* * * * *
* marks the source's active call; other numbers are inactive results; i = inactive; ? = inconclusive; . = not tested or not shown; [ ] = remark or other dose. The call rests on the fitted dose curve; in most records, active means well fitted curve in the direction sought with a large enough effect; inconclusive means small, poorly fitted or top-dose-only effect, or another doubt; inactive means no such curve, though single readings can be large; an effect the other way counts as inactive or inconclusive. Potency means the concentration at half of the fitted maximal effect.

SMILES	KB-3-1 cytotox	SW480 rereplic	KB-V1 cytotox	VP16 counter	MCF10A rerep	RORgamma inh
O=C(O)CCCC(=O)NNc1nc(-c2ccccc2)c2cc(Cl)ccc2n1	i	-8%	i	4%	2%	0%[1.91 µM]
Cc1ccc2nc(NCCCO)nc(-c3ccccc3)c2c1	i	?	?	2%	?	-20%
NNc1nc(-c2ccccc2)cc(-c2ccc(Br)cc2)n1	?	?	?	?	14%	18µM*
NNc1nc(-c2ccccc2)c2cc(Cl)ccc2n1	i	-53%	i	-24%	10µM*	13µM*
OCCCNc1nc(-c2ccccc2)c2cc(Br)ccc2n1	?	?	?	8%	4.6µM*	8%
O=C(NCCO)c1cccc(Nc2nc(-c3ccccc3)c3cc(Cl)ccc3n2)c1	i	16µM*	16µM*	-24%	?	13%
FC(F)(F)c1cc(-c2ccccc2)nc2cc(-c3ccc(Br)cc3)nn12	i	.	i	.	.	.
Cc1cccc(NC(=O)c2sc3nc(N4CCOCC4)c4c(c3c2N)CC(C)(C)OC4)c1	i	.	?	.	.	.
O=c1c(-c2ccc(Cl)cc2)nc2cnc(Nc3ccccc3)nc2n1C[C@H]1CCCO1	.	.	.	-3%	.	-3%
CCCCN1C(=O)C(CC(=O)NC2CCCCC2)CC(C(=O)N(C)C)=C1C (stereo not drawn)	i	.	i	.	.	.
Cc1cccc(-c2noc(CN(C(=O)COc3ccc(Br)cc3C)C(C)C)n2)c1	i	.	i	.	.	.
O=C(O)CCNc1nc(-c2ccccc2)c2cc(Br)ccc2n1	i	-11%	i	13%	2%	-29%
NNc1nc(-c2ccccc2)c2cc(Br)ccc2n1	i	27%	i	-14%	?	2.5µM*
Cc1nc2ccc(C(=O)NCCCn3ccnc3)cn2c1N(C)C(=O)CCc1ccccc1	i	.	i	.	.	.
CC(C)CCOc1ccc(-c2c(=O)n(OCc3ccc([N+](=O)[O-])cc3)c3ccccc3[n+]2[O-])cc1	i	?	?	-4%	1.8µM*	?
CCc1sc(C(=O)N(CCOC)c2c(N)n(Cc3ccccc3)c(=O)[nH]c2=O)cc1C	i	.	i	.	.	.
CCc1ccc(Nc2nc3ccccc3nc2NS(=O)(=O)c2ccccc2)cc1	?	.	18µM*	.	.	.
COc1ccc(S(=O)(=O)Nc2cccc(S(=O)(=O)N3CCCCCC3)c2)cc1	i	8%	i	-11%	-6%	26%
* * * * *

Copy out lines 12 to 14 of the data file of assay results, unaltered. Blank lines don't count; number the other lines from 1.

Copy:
CCCCN1C(=O)C(CC(=O)NC2CCCCC2)CC(C(=O)N(C)C)=C1C (stereo not drawn)	i	.	i	.	.	.
Cc1cccc(-c2noc(CN(C(=O)COc3ccc(Br)cc3C)C(C)C)n2)c1	i	.	i	.	.	.
O=C(O)CCNc1nc(-c2ccccc2)c2cc(Br)ccc2n1	i	-11%	i	13%	2%	-29%